After the President and CEO of Advocis, Greg Pollock, gave his views on the CSA’s plans to ban embedded commissions within mutual fund products last week, WP received a barrage of emails and calls from advisors and portfolio managers eager to speak out on this contentious, polarizing issue. In this special guest article, Portfolio Manager with Industrial Alliance Securities Inc., John De Goey, outlines his response to Advocis’ view point.
"In essence, Advocis believes that the proposed discontinuation of trailing commissions would be detrimental to both advisors and their clients. The organization also claims to be in favour of choice and transparency. I’d like to respond to these positions with my own comments – and by asking Advocis to answer a few questions…
Making compensation transparent does not do anything to change pricing. Four quarters does not cost more than a dollar; not liking having to pay separately does nothing to change the quantum of payment. Why does Advocis continue to suggest that transparent advice is somehow less accessible to investors of all account sizes?
The experience of the Retail Distribution Review (RDR) in the UK shows that once embedded compensation was no longer an option, advisors moved quickly to recommending lower cost products to clients. This is a real world experience that showed all investors paid less after the switch. This was clearly a win for consumers. Why doesn’t Advocis mention it?
Investors pay for the sum of both products and advice. Why does Advocis only talk about the cost of advice and not the total?
Advocis says the number of advisors would drop if embedded compensation was no longer an option. I favour high standards/good advice and am opposed to low standards/questionable advice. The consensus is that it was overwhelmingly the less able advisors that left the business in the U.K. because they couldn’t meet new (higher) proficiency requirements. Does Advocis want such advisors to continue in business? Is Advocis suggesting that every single advisor has unambiguous utility?
The Brondesbury and Cumming Reports showed that embedded compensation causes advisor bias. This bias, in turn, is extremely harmful to investor outcomes. Meanwhile, Advocis says almost nothing about evidence regarding advisor bias. Is Advocis unconcerned about the harm it may cause? If not, then what, exactly, is the Advocis position about the demonstrable harm caused by the bias that is part and parcel with embedded compensation?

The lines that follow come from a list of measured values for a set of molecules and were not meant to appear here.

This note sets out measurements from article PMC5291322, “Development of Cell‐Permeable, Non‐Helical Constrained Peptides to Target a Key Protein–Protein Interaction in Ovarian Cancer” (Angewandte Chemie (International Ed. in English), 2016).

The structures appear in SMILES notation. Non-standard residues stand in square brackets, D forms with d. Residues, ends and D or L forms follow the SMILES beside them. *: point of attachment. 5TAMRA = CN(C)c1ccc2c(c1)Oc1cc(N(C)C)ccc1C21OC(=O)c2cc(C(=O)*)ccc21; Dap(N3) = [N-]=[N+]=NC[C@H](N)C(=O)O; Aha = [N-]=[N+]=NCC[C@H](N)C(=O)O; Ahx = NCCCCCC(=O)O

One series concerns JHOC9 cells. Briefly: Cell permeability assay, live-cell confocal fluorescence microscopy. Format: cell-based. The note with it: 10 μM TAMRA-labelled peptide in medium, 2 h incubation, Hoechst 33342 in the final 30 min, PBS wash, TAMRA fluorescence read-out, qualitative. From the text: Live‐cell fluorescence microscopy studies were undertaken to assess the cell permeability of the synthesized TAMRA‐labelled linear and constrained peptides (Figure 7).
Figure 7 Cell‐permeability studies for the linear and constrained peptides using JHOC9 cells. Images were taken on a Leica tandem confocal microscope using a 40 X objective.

Richard Thaler has done important work to show that people can be made better off by reducing their choices. By being “pro choice” Advocis implies that it merely favours maximizing retail client options. However, if the additional ‘choice’ on offer is shown to be sub-optimal, wouldn’t they agree that removing the worst option can actually improve the universe of possible outcomes?
Many people have long thought financial advice was free. Similarly, many people fear that CRM II statements (which often go unread) still allow some clients to delude themselves into thinking advice is free. As strong proponents of transparency, wouldn’t Advocis agree that a separate, itemized bill is more transparent and therefore more desirable than a yearend statement that can easily be misplaced, misinterpreted or missed altogether?
Finally, it should be acknowledged that Advocis does not speak for all advisors. For instance, I have long advocated for transparent, professional financial advice. Will Advocis be clear in future articles and comments that there are a number of advisors out there who are opposed to their stated views?
I would prefer that Advocis’s responses be rooted in demonstrable causal facts. For instance, Advocis has often suggested that the drop in the advisor population in the UK was due to the elimination of embedded compensation, while it is widely believed that the primary culprit is higher proficiency standards. Correlation is not causation… and a little truth and clarity in lobbying would be nice."
John De Goey is a Portfolio Manager with Industrial Alliance Securities (IAS). The views expressed are not necessarily shared by IAS.
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